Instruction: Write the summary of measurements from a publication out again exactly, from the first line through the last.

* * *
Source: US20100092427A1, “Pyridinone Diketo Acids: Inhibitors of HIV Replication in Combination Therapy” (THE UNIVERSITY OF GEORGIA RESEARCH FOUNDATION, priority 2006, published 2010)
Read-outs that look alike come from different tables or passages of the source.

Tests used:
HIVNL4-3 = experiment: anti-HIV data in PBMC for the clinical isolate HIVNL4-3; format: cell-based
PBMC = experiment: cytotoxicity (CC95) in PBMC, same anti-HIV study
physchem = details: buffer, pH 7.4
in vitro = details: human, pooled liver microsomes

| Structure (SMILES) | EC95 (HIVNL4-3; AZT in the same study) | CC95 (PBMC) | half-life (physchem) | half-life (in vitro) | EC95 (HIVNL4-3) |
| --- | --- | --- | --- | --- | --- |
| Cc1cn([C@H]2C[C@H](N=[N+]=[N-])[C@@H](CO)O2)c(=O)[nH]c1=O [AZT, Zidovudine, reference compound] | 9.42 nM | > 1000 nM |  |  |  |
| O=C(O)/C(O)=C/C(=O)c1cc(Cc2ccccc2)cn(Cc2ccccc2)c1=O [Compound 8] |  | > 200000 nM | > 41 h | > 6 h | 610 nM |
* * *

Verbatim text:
Source: US20100092427A1, “Pyridinone Diketo Acids: Inhibitors of HIV Replication in Combination Therapy” (THE UNIVERSITY OF GEORGIA RESEARCH FOUNDATION, priority 2006, published 2010)
Read-outs that look alike come from different tables or passages of the source.

Tests used:
HIVNL4-3 = experiment: anti-HIV data in PBMC for the clinical isolate HIVNL4-3; format: cell-based
PBMC = experiment: cytotoxicity (CC95) in PBMC, same anti-HIV study
physchem = details: buffer, pH 7.4
in vitro = details: human, pooled liver microsomes

| Structure (SMILES) | EC95 (HIVNL4-3; AZT in the same study) | CC95 (PBMC) | half-life (physchem) | half-life (in vitro) | EC95 (HIVNL4-3) |
| --- | --- | --- | --- | --- | --- |
| Cc1cn([C@H]2C[C@H](N=[N+]=[N-])[C@@H](CO)O2)c(=O)[nH]c1=O [AZT, Zidovudine, reference compound] | 9.42 nM | > 1000 nM |  |  |  |
| O=C(O)/C(O)=C/C(=O)c1cc(Cc2ccccc2)cn(Cc2ccccc2)c1=O [Compound 8] |  | > 200000 nM | > 41 h | > 6 h | 610 nM |